Probably your easiest option for banking facilities is obtaining an account at 1Click 2Go Bank and Trust Limited. The normal AML/KYC procedures will apply, and you will, likely, be put through significant checks before an account is approved. The bank is relatively reliable, but its operations are very basic in scope, and you are unlikely to find merchant facilities locally.
This is really the major problem and why the Dominican Republic, in my opinion, is really only suited to holding companies. Accessing international payment services such as Stripe/Paypal/Worldpay etc is incredibly difficult and potentially impossible from the island. This means its usefulness for an operating entity is negligible.
Global Tax Treatment
The Dominican Republic levies a marginal rate of 27% in tax for their standard LLC, S.A, and PLC entities. This is not at all competitive in the scheme of other Caribbean nations but has allowed the island country to remain clear from the OECD’s blacklist.
However, the island runs its tax system on a territorial basis which means that foreign sourced income is, generally, not taxable in contrast to income sourced locally. This is a huge benefit but requires the appropriate structuring of business operations to make sure that you can avail yourself of this benefit.
Additionally, at the point of formation, you can effectively identify as a tax-exempt offshore company which absolves you of the need to pay taxes. There is also the need to be listed in the newly created National Taxpayer Registry for Foreign Companies. You should note that this brings with it some additional scrutiny and removes some of the perks of being able to buy local property etc.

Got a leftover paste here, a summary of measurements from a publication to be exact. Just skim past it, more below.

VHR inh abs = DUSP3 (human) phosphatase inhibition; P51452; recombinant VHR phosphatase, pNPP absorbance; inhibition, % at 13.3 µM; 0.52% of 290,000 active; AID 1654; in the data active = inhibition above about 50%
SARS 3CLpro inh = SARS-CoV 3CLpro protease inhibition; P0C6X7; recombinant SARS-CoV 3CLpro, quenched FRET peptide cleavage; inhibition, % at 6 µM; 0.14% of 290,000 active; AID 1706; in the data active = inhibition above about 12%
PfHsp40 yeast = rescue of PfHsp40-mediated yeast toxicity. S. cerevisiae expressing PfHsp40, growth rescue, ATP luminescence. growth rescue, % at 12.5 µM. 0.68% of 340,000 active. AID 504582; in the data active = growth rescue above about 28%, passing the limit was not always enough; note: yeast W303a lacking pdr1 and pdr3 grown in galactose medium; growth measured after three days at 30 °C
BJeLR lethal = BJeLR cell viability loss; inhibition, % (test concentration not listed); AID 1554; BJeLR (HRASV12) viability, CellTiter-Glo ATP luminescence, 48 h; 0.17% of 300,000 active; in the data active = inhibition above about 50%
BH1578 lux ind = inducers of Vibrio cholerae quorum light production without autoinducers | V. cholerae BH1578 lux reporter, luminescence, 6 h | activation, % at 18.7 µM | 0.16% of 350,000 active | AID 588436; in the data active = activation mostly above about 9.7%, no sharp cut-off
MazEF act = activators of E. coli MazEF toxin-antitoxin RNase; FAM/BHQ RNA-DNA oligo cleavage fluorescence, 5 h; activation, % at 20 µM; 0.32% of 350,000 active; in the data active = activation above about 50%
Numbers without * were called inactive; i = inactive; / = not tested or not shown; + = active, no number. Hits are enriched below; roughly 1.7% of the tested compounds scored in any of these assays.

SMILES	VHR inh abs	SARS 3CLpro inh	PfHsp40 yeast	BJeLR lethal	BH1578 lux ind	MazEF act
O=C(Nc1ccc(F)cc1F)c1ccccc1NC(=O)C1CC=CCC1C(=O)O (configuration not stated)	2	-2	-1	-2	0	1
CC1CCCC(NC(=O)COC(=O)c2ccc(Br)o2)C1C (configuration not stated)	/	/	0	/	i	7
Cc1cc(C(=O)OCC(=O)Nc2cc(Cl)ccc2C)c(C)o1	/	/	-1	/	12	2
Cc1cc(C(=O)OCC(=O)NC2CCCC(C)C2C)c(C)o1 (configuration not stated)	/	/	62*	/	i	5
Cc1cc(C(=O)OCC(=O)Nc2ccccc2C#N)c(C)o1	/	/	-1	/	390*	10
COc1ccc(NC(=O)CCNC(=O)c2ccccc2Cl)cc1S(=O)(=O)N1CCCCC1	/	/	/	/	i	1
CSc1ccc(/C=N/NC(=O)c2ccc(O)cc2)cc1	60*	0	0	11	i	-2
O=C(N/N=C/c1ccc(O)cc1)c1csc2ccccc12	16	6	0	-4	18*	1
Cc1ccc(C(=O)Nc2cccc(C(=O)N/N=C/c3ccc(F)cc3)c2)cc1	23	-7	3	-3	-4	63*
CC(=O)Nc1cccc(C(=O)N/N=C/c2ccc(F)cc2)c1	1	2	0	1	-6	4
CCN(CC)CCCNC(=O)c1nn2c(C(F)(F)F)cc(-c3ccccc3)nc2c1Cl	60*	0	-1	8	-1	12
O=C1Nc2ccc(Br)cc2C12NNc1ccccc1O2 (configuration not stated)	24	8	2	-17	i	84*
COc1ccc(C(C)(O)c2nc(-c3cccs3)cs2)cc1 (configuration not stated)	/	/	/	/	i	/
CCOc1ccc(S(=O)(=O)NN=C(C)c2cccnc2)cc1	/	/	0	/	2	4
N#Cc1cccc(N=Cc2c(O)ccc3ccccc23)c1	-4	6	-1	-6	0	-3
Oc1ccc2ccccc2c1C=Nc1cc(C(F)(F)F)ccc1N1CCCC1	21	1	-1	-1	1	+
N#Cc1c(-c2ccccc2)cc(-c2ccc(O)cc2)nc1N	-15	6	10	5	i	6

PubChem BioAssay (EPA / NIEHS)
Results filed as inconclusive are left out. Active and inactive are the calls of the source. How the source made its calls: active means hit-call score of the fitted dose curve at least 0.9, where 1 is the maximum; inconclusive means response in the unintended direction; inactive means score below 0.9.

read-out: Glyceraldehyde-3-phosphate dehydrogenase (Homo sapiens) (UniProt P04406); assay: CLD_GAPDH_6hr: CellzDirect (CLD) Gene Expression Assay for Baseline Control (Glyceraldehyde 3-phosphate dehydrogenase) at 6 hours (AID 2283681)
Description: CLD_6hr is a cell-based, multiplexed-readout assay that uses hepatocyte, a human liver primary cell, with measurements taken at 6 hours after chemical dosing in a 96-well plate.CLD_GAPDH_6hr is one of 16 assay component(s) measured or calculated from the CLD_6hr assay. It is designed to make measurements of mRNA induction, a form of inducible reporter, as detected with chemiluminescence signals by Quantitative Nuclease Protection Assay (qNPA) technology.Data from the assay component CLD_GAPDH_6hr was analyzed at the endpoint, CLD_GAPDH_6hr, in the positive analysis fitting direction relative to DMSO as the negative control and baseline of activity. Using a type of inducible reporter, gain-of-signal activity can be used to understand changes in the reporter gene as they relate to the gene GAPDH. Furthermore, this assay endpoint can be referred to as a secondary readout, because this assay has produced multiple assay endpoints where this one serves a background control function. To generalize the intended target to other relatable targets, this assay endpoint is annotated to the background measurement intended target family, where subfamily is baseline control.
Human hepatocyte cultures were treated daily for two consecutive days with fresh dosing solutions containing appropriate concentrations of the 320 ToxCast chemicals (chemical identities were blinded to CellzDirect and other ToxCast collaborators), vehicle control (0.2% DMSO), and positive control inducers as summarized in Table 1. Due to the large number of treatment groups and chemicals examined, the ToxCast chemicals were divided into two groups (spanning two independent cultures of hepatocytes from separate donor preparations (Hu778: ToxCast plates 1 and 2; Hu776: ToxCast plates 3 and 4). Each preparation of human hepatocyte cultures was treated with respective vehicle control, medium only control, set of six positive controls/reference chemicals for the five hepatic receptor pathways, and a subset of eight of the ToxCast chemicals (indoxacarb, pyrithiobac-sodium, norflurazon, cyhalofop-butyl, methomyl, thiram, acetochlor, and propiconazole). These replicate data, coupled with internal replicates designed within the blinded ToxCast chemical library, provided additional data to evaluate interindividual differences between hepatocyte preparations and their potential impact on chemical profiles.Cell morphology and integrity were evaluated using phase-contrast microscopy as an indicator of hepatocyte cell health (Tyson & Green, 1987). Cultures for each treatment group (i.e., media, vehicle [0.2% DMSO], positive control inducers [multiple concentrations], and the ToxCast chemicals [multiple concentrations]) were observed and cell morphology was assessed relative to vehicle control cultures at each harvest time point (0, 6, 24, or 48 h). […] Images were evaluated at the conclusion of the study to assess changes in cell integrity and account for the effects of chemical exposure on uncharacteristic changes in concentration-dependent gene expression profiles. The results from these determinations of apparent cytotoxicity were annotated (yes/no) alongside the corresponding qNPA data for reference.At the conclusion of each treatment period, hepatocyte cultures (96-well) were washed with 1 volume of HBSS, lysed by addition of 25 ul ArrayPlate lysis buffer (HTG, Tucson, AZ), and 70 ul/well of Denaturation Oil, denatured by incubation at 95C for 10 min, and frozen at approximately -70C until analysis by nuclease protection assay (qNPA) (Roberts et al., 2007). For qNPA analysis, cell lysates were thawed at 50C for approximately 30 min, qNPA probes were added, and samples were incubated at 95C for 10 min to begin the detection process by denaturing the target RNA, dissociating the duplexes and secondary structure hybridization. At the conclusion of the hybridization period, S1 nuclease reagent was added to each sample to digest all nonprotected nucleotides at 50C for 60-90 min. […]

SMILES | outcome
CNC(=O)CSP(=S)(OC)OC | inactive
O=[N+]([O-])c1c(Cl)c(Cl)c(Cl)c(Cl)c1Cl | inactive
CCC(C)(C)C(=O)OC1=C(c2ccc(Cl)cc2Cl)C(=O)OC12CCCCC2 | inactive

Conclusions on Company Formation in the Dominican Republic
The Dominican Republic provides a range of company setup options that are ubiquitous across most Caribbean Island states. Subsequently, there really isn’t anything that the Dominican Republic can provide that can be sourced elsewhere within the region.
Additionally, I remain relatively concerned about moves towards the establishment of a register for tax-exempt foreign companies. These sorts of lists are often precursors for significant tax action and, given the global environment at the moment, I wouldn’t be surprised if that’s next on the agenda from the U.S. and OECD.
The banking sector is also relatively underpowered as far as offering services to operating companies. Subsequently, your ability to obtain merchant account solutions is limited and you will be immediately placed into the high-risk category and forced to deal with many unscrupulous offshore acquirers. This is likely to be problematic for anyone other than traditional offshore holding company structures.
Ultimately, the Dominican Republic is rapidly moving away from being a traditional offshore company and finance jurisdiction and is, now, quite compromised. This is likely to mean significant tax treatment changes, in the near future, as well as further harmonization of regulations and rates with the onshore countries.
Subsequently, do yourself a favor and look elsewhere within the broader Caribbean and Americas region for a jurisdiction that fits your business needs. In fact, Panama and Nevis still provide solutions that offer asset protection as well as access to commercial banking and merchant account services.